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Democratization and the size of government: evidence from the long 19th century

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  • Toke Aidt

    ()

  • Peter Jensen

    ()

Abstract

We study the consequences of franchise extension and ballot reform for the size of government in Western Europe between 1820 and 1913. We find that franchise extension exhibits a U-shaped association with revenue per capita and a positive association with spending per capita. Instrumental variables estimates, however, suggest that the U-shaped relationship may be non-causal and our fixed effects estimates point to substantial cross-country heterogeneity. Further, we find that the secret ballot did not matter for tax revenues per capita but might have expanded the size of government relative to GDP. Copyright Springer Science+Business Media New York 2013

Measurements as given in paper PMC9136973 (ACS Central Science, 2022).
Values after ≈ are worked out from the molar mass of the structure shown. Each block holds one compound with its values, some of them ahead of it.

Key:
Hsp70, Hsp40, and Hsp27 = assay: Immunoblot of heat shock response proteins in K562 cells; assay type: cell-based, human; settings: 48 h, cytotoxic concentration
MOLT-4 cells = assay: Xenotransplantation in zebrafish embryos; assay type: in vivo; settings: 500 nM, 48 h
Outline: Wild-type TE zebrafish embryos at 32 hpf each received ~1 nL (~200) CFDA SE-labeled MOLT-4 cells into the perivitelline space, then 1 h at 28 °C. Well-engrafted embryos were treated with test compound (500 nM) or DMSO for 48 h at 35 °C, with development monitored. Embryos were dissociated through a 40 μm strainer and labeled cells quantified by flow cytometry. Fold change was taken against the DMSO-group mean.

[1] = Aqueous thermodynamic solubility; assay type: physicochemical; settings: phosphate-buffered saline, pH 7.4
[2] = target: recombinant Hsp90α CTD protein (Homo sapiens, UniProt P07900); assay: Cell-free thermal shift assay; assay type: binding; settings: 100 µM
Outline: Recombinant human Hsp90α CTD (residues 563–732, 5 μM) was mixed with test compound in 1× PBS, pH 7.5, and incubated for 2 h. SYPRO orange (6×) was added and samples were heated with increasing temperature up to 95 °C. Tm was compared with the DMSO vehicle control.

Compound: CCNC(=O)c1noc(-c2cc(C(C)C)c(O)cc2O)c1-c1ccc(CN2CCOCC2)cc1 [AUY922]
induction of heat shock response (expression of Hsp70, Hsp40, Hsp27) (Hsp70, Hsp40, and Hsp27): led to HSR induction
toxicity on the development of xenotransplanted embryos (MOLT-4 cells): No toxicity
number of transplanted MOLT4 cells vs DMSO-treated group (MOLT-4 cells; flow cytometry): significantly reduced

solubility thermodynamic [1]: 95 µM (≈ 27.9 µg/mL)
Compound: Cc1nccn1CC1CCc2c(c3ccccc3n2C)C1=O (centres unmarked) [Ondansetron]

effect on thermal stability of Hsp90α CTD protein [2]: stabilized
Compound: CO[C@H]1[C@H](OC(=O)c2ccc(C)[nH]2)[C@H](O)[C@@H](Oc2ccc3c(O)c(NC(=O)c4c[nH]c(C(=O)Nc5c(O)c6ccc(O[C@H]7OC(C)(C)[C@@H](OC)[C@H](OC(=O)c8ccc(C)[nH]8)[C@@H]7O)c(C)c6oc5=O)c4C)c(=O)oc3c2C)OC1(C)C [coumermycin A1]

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Bibliographic Info

Article provided by Springer in its journal Public Choice.

Volume (Year): 157 (2013)
Issue (Month): 3 (December)
Pages: 511-542

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Handle: RePEc:kap:pubcho:v:157:y:2013:i:3:p:511-542

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Web page: http://www.springerlink.com/link.asp?id=100332

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Keywords: Suffrage; Threat of revolution; Taxation; Size of government; D7; P16;

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Citations

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Cited by:
  1. Toke Aidt & Graham Mooney, 2014. "Voting Suffrage and the Political Budget Cycle: Evidence from the London Metropolitan Boroughs 1902-1937," CESifo Working Paper Series 4614, CESifo Group Munich.
  2. Daron Acemoglu & Suresh Naidu & Pascual Restrepo & James A. Robinson, 2013. "Democracy, Redistribution and Inequality," NBER Working Papers 19746, National Bureau of Economic Research, Inc.
  3. Toke Aidt & Graham Mooney, 2014. "Voter suffrage and the political budget cycle: evidence from the London Metropolitan Boroughs 1902-1937," Cambridge Working Papers in Economics 1401, Faculty of Economics, University of Cambridge.

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